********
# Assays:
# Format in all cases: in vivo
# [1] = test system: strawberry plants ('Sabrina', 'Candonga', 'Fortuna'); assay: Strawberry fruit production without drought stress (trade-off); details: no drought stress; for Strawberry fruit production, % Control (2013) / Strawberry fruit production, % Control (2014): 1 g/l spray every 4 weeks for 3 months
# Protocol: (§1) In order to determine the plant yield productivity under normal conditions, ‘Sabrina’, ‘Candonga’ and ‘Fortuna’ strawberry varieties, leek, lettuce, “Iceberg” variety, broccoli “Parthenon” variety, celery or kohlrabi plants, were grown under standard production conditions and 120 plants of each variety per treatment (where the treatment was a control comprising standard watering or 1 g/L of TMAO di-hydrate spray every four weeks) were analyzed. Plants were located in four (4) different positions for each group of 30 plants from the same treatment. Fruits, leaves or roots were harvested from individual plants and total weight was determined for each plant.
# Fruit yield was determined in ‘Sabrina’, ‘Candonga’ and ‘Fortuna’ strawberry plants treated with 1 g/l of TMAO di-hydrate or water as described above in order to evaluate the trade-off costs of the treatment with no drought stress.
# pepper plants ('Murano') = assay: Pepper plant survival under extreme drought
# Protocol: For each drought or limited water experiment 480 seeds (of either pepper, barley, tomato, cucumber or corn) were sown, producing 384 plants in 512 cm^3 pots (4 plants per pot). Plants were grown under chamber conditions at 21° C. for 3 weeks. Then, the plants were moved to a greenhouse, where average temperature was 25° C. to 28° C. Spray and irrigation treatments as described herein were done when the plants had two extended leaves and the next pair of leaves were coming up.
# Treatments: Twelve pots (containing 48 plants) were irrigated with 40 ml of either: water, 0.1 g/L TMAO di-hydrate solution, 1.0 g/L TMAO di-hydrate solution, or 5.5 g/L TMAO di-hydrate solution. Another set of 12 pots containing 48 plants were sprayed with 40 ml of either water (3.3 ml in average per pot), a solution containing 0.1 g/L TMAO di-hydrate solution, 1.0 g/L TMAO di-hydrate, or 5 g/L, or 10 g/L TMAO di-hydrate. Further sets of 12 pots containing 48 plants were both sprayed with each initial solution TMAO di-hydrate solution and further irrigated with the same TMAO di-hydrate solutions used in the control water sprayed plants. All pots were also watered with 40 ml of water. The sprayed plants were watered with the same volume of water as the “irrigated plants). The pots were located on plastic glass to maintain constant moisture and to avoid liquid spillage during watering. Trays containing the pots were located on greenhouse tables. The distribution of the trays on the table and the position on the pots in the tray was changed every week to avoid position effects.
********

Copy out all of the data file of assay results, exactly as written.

# Assays:
# Format in all cases: in vivo
# [1] = test system: strawberry plants ('Sabrina', 'Candonga', 'Fortuna'); assay: Strawberry fruit production without drought stress (trade-off); details: no drought stress; for Strawberry fruit production, % Control (2013) / Strawberry fruit production, % Control (2014): 1 g/l spray every 4 weeks for 3 months
# Protocol: (§1) In order to determine the plant yield productivity under normal conditions, ‘Sabrina’, ‘Candonga’ and ‘Fortuna’ strawberry varieties, leek, lettuce, “Iceberg” variety, broccoli “Parthenon” variety, celery or kohlrabi plants, were grown under standard production conditions and 120 plants of each variety per treatment (where the treatment was a control comprising standard watering or 1 g/L of TMAO di-hydrate spray every four weeks) were analyzed. Plants were located in four (4) different positions for each group of 30 plants from the same treatment. Fruits, leaves or roots were harvested from individual plants and total weight was determined for each plant.
# Fruit yield was determined in ‘Sabrina’, ‘Candonga’ and ‘Fortuna’ strawberry plants treated with 1 g/l of TMAO di-hydrate or water as described above in order to evaluate the trade-off costs of the treatment with no drought stress.
# pepper plants ('Murano') = assay: Pepper plant survival under extreme drought
# Protocol: For each drought or limited water experiment 480 seeds (of either pepper, barley, tomato, cucumber or corn) were sown, producing 384 plants in 512 cm^3 pots (4 plants per pot). Plants were grown under chamber conditions at 21° C. for 3 weeks. Then, the plants were moved to a greenhouse, where average temperature was 25° C. to 28° C. Spray and irrigation treatments as described herein were done when the plants had two extended leaves and the next pair of leaves were coming up.
# Treatments: Twelve pots (containing 48 plants) were irrigated with 40 ml of either: water, 0.1 g/L TMAO di-hydrate solution, 1.0 g/L TMAO di-hydrate solution, or 5.5 g/L TMAO di-hydrate solution. Another set of 12 pots containing 48 plants were sprayed with 40 ml of either water (3.3 ml in average per pot), a solution containing 0.1 g/L TMAO di-hydrate solution, 1.0 g/L TMAO di-hydrate, or 5 g/L, or 10 g/L TMAO di-hydrate. Further sets of 12 pots containing 48 plants were both sprayed with each initial solution TMAO di-hydrate solution and further irrigated with the same TMAO di-hydrate solutions used in the control water sprayed plants. All pots were also watered with 40 ml of water. The sprayed plants were watered with the same volume of water as the “irrigated plants). The pots were located on plastic glass to maintain constant moisture and to avoid liquid spillage during watering. Trays containing the pots were located on greenhouse tables. The distribution of the trays on the table and the position on the pots in the tray was changed every week to avoid position effects.